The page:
(HealthDay)—The number of days alive without life support at day 28 did not differ among adults with COVID-19 and severe hypoxemia receiving dexamethasone 12 mg/day versus dexamethasone 6 mg/day administered intravenously for up to 10 days, according to a study published online Oct. 21 in the Journal of the American Medical Association.
Marie W. Munch, M.D., and colleagues from the COVID STEROID 2 Trial Group, compared the effects of 12 mg/day versus 6 mg/day of dexamethasone in patients with COVID-19 and severe hypoxemia. The analysis included patients (491 at 12 mg of dexamethasone and 480 at 6 mg) with confirmed COVID-19 requiring at least 10 L/min of oxygen or mechanical ventilation being treated at 26 hospitals in Europe and India from August 2020 to May 2021.
The researchers found that the median number of days alive without life support was 22.0 days in the group receiving 12 mg of dexamethasone versus 20.5 days in the group receiving 6 mg of dexamethasone (adjusted mean difference, 1.3 days). At 28 days, mortality was 27.1 and 32.3 percent, respectively (adjusted relative risk, 0.86; 99 percent confidence interval [CI], 0.68 to 1.08). At 90 days, mortality was 32.0 and 37.7 percent, respectively (adjusted relative risk, 0.87; 99 percent CI, 0.70 to 1.07). In the high-dose group, serious adverse reactions, including septic shock and invasive fungal infections, occurred in 11.3 percent compared with 13.4 percent in the low-dose group (adjusted relative risk, 0.83; 99 percent CI, 0.54 to 1.29).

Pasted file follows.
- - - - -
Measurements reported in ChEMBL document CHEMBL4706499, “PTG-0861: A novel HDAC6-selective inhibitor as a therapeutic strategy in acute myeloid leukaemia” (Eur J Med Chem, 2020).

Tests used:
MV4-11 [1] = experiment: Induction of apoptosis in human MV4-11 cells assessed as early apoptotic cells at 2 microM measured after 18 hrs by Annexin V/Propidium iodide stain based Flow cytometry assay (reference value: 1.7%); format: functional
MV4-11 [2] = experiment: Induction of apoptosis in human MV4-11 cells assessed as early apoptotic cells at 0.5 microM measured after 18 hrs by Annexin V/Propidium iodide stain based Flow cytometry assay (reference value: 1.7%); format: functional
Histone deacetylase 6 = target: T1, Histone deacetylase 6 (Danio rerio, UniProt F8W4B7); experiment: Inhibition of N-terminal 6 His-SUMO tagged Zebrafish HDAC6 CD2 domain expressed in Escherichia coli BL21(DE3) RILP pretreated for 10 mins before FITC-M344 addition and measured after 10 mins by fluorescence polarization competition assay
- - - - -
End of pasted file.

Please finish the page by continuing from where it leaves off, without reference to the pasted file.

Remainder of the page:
“The results are supportive of improved outcomes with 12 mg/d of dexamethasone, but not definitive, and do not satisfy the usual criteria to support change in practice,” write the authors of an accompanying editorial.
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